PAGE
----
High-Growth Entrepreneurship in the MENA Region

High-Growth Entrepreneurship in the MENA Region

Amir Manzoor (Management Sciences Department, Bahria University, Karachi, Pakistan)
DOI: 10.4018/IJICTRAME.2018010104
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Abstract

The development in the Middle East and North Africa (MENA) region is experiencing a crucial stage. How the region addresses the employment needs of its rapidly increasing population of young people will determine whether the MENA region will become one characterized by stable, knowledge-based economies that have dynamic working middle class. Entrepreneurship is considered vital to drive this transition of the region. However, not all types of entrepreneurship can contribute equally to increased economic growth and job creation. For these reasons, entrepreneurship literature shows a renewed focus on high-growth entrepreneurship. Increased high-growth entrepreneurship is expected to not only spur job growth but also act as a significant source of innovation and new investments. This article explores the entrepreneurial ecosystem of the MENA region. The chapter discusses various challenges and provides specific recommendations to boost high-growth entrepreneurship in the MENA region.
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2. Current State Of Entrepreneurship

A full 60% of the MENA region’s population is under the age of 25, making it one of the world’s youngest workforces. It is expected that more than 100 million young people will be joining this workforce by 2020 (World Economic Forum, 2015). Such a large and motivated young workforce can drive growth and prosperity for the entire MENA region. According to a 2015 survey, more than 60% of people wanted to start their own business (Al-Masri, 2016). This situation presents both opportunities and challenges. Unemployment is still an obstacle to the region’s development. The MENA region continues to show by far the highest youth unemployment rates – 28.2 and 30.5 per cent, respectively, in 2014 – and rates have continued to worsen since 2012, particularly for young women (International Labor Organization, 2015). According to an estimate, governments in the MENA region had to create 100 million jobs until 2020 in order to meet the alarming unemployment numbers (Albawaba, 2015). The consequences of not doing so could be severe. It would not only result in slowed regional growth but also loss of promising youth to migration. Social unrest is yet another danger.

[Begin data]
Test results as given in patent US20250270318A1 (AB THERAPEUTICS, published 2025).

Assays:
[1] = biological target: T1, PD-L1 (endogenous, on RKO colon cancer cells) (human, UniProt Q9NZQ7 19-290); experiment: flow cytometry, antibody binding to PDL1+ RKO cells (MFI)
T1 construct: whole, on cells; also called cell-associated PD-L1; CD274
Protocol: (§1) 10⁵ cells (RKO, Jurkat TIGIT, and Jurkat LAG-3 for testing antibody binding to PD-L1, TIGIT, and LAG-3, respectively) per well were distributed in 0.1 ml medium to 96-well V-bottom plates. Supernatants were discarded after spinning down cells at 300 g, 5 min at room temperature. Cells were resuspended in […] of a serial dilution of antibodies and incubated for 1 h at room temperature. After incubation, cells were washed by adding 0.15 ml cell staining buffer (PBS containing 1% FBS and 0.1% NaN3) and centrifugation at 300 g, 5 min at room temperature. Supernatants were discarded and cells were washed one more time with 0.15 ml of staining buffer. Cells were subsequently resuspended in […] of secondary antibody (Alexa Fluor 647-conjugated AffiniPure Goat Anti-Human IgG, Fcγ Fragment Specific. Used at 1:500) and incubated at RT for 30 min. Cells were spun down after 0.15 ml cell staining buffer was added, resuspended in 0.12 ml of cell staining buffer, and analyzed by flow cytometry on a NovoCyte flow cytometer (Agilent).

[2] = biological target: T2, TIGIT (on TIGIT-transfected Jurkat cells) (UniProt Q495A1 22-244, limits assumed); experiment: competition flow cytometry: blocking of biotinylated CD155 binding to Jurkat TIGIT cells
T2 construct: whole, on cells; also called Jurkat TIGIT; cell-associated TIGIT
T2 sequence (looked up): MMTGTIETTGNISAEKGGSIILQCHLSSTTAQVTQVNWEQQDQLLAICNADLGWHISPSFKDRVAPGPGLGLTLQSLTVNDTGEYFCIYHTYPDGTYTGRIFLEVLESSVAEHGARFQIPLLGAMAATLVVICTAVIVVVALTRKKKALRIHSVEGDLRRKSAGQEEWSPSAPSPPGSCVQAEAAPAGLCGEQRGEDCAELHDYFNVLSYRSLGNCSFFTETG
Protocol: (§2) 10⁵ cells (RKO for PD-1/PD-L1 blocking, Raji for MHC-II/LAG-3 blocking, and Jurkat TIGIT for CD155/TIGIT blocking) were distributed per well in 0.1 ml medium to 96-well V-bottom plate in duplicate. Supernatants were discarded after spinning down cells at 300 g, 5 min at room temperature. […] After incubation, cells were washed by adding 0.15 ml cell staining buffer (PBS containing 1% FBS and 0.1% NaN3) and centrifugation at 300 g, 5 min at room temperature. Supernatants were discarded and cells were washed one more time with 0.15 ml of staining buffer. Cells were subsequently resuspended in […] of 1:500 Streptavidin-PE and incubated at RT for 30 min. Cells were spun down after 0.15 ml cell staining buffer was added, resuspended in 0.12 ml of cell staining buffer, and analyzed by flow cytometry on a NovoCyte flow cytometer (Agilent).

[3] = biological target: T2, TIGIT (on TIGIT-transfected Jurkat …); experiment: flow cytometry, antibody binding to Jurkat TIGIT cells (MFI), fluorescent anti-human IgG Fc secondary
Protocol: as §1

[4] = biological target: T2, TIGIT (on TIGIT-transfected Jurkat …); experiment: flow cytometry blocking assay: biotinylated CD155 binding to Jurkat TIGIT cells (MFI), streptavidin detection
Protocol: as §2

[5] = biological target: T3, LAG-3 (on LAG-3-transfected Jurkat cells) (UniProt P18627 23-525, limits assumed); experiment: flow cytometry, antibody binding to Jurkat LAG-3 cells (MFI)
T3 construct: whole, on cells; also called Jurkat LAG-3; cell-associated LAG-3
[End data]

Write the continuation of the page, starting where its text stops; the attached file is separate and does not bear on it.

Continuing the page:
To accelerate job creation in the MENA region, an entrepreneurial environment is necessary. Besides employing their owners, new businesses can provide significant spillover benefits for the economy. Once nurtured into small and medium-sized enterprises (SMEs), these new businesses can significantly contribute to increase the employment and gross domestic product (GDP).

The regional leaders must address many issues to foster entrepreneurship in the MENA region. Some of the pressing issues include identification of promising industries for entrepreneurship, support initiatives for identified industries, role of established entrepreneurs, the education system, the media, the venture capital firms, and the country’s culture in encouraging prospective entrepreneurs to start their own ventures. Although the level of early-stage entrepreneurial activity in MENA region is low, the region is rich with innovative ideas and emerging markets and is in a position to produce the next generation of successful leading entrepreneurs (Mervyn, 2015).

Most entrepreneurs are involved in necessity business such as shops and farms. These type of businesses employ their owners and lack other opportunities. These businesses usually lack aspiration to grow beyond the needs of their owners. The regional leaders need to focus on innovative entrepreneurs who could use their knowledge and finances to develop new markets. These kinds of entrepreneurial projects can provide the positive spillover effects of increased employment and economic growth.

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